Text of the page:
Overall, investing in the cannabis industry is “very challenging,” Morgan Paxhia, a managing partner at San Francisco-based Poseidon Asset Management, said.

“Take your time to establish a good foundation instead of rushing into the market,” Paxhia said. “Define your investment process.”

Like other fund managers in the cannabis industry, Paxhia said he’s “very bullish” on ancillary technology companies, from consumer devices to software as a service.

“Yes, this industry is moving very quickly, but managing outside capital carries a lot of responsibility for the betterment of your investors and the legitimacy of the industry,” Paxhia said.

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The 3 Best Canadian Tech Stocks I Would Buy With $3,000 for 2021

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The majority of the Canadian tech stocks went through the roof in 2020 and delivered outsized returns. However, tech stocks witnessed sharp selling in the past 10 days, reflecting valuation concerns and expected normalization in demand. 

As these high-growth tech stocks shed some of their gains, I believe it’s time to accumulate them at current price levels to outperform the broader markets by a significant margin in 2021. Let’s dive into three tech stocks that have witnessed a pullback and are looking attractive bets.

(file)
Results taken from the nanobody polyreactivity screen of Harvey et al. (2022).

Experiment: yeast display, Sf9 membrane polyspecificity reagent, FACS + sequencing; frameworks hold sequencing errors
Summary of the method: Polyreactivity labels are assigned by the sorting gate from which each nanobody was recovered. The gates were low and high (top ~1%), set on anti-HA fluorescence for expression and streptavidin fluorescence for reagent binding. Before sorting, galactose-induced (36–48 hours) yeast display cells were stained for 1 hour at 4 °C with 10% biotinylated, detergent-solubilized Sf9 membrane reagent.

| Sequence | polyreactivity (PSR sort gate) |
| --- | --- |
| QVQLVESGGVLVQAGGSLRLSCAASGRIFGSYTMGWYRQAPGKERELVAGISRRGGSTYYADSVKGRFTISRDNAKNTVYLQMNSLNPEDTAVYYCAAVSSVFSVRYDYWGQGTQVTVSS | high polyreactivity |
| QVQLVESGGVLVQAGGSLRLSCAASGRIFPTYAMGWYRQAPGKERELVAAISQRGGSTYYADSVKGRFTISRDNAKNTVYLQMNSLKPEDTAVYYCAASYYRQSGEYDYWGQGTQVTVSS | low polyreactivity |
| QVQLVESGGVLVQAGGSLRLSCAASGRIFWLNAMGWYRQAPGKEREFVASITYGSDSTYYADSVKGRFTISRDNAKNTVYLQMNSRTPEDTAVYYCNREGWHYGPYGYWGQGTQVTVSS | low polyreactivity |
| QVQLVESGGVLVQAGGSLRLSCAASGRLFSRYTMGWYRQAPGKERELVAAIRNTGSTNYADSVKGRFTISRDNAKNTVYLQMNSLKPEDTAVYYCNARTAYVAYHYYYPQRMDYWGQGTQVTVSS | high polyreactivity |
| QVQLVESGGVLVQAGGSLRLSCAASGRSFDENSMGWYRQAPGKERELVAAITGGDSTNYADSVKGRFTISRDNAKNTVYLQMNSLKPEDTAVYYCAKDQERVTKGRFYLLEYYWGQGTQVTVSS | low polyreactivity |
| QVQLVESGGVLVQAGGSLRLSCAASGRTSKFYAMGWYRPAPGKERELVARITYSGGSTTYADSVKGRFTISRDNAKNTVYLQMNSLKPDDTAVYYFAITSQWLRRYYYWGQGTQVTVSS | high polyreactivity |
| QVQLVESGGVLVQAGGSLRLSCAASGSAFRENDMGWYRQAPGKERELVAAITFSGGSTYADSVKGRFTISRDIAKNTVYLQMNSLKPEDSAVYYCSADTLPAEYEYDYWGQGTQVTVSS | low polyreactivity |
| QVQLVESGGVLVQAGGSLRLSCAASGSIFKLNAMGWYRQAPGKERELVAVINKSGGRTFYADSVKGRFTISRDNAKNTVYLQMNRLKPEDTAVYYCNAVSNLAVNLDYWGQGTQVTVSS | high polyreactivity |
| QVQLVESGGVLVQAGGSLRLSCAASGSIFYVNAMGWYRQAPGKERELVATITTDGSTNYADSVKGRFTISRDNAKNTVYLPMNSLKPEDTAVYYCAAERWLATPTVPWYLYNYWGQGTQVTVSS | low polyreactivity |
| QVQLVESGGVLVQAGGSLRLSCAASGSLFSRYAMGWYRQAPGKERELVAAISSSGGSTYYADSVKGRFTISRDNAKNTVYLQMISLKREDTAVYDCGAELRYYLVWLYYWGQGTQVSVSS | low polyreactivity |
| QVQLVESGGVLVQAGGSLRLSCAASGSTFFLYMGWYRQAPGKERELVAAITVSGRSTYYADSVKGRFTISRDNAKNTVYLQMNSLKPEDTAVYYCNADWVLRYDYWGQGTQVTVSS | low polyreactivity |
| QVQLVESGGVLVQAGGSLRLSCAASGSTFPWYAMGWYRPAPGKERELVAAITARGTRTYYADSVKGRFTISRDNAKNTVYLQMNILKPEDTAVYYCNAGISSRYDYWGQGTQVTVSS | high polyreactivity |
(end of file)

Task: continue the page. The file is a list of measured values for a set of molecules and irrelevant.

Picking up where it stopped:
Lightspeed POS

Lightspeed POS (TSX:LSPD)(NYSE:LSPD) stock witnessed strong selling and is down about 33% in the last 10 days. I believe the selloff in Lightspeed presents an excellent opportunity for investors to invest in a high-growth and fundamentally strong company. 

Lightspeed witnessed an acceleration in demand for its digital products and services amid the pandemic. However, with the easing of lockdown measures and economic reopening, the demand for its products and services could normalize. Further, it faces tough year-over-year comparisons. 

Despite the normalization in demand, I believe the ongoing shift toward the omnichannel payment platform could continue to drive Lightspeed’s revenues and customer base. Besides, its accretive acquisitions, growing scale, and geographic expansion are likely to accelerate its growth and support the uptrend in its stock. Lightspeed stock is also expected to benefit from its growing average revenue per user, innovation, and up-selling initiatives.     

Shopify 

Like Lightspeed, Shopify (TSX:SHOP)(NYSE:SHOP) stock has also witnessed increased selling and has corrected by about 22% in the past 10 days. Notably, during the most recent quarter, Shopify said that it expects the vaccination and reopening of the economy to drive some of the consumer spending back to offline retail and services. Further, Shopify expects the pace of shift toward the e-commerce platform to return to the normal levels in 2021, which accelerated in 2020.

Despite the normalization in the pace of growth, a strong secular shift towards online commerce could continue to bring ample growth opportunities for Shopify, and the recent correction in its stock can be seen as a good buying opportunity.